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At some time, you might need to add new data using a Recordset object. The process is a little more involved than just viewing or finding data. Adding a new record requires three actions:
A Recordset object isn't the only way to add new data. The ADO Command object can execute a SQL statement directly against the data source. The Command object is covered in "Working with Command Objects," p. 242 in Chapter 16.
Let's look at a simple example that inserts new employees into TimeTrack's Employees table:
Sub AddEmployee(fname As String, lname As String) 'Enter new employee record Dim rst As ADODB.Recordset Set rst = New ADODB.Recordset With rst .Open "Employees", CurrentProject.Connection, adOpenDynamic, _ adLockPessimistic .AddNew .Fields("FirstName") = fname .Fields("LastName") = lname .Update End With rst.Close Set rst = Nothing End Sub
Add the procedure to a standard module or use Chapter 17's example module. In the Immediate window, run the statement
AddEmployee "Susan", "Harkins"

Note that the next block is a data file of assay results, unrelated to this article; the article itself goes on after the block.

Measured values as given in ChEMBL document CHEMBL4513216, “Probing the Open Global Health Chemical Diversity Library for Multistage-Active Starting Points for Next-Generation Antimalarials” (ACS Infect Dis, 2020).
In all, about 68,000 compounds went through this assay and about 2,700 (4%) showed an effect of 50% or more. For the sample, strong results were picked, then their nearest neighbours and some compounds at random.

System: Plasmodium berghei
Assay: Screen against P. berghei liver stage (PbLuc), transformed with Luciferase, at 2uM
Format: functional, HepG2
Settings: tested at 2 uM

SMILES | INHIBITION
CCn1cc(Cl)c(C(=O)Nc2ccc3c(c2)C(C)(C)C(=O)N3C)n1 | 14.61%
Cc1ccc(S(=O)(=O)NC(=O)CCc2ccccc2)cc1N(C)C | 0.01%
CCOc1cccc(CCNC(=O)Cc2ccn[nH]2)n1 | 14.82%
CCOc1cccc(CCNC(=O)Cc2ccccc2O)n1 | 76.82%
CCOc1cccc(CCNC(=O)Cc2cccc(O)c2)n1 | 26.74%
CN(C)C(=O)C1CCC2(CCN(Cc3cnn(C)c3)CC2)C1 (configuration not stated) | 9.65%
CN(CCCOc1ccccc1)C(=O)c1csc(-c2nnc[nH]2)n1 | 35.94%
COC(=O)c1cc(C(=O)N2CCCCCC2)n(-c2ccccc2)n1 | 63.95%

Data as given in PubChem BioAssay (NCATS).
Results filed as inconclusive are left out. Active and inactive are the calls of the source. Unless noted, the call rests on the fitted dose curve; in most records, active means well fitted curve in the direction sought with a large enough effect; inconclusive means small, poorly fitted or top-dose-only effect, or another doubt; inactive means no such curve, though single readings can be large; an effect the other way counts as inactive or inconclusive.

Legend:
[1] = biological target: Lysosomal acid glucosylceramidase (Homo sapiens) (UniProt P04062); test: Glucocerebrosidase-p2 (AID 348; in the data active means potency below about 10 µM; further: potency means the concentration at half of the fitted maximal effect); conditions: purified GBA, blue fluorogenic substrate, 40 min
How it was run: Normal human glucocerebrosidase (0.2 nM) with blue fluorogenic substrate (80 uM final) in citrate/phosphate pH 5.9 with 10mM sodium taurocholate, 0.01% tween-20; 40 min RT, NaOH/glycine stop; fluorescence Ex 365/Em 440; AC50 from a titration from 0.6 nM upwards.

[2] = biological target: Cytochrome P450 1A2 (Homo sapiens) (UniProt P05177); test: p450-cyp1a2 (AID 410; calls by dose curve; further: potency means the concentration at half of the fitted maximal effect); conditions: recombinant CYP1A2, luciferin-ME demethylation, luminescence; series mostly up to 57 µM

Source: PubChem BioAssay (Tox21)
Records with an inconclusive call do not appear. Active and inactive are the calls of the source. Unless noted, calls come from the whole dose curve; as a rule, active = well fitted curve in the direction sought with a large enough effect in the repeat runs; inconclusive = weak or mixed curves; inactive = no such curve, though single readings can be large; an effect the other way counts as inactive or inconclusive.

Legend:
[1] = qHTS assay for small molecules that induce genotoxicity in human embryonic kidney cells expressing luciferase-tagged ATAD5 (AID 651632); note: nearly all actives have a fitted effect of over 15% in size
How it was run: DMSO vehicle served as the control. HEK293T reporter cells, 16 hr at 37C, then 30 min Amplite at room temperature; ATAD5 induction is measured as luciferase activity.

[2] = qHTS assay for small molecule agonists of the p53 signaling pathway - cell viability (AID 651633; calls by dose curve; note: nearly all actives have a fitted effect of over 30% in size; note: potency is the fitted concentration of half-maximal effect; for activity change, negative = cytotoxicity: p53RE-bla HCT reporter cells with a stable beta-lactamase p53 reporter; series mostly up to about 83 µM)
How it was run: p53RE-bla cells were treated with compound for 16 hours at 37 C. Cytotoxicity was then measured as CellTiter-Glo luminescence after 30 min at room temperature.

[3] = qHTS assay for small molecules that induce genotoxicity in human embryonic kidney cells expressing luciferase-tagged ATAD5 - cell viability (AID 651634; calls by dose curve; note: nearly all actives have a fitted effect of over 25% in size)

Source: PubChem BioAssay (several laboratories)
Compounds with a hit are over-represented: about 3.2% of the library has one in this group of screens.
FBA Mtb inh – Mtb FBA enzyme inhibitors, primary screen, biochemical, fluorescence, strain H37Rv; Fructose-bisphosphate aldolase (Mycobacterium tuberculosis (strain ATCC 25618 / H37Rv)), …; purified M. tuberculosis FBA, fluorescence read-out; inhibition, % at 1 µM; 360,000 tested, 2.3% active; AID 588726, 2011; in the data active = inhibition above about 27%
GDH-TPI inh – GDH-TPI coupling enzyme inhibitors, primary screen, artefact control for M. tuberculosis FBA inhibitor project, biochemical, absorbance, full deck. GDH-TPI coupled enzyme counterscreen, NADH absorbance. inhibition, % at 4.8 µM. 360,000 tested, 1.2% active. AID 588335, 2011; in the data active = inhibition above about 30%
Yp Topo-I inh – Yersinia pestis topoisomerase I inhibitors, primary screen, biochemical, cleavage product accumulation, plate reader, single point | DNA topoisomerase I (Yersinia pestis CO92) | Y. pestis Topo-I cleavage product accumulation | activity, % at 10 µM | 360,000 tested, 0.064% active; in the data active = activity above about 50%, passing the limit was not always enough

(You can use any names you like.) Then, open the Employees table and you'll find the new employee record, as shown in Figure 17.4.
Figure 17.4. You can use an ADO Recordset object to add new records.
After opening and populating the Recordset, the AddNew method makes room for the new record. Then, the next two statements supply the values for the new record. Finally, the Update method commits the new data. The Update method takes the form
recordset.Update [fields] [, values]
where fields identifies the fields you're updating and values supplies the data that's replacing the existing value.
You might be wondering why we didn't add a value for the EmployeeID field. That field is an AutoNumber field and Access adds the value when the new record is committed. An attempt to add a value to that field returns an error.
When adding new data, you really need to know the underlying data source. Failing to supply a required value or the right data type returns an error. In addition, this example contains no error handling. When you're adding new data, you probably want to include routines for catching common errors. Consider, for instance, whether the record creates a key violation (duplicates), or whether any of the new values violate any validation rules.
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